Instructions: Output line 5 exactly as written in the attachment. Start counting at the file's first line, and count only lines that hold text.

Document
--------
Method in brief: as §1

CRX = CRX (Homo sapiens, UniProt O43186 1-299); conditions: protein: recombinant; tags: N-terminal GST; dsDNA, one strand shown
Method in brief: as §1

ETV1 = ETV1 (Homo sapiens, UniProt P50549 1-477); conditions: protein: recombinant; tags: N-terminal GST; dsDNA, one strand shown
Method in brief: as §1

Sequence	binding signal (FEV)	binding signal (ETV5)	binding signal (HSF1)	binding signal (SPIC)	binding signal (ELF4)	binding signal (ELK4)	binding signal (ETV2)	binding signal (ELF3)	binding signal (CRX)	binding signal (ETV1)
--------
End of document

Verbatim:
Method in brief: as §1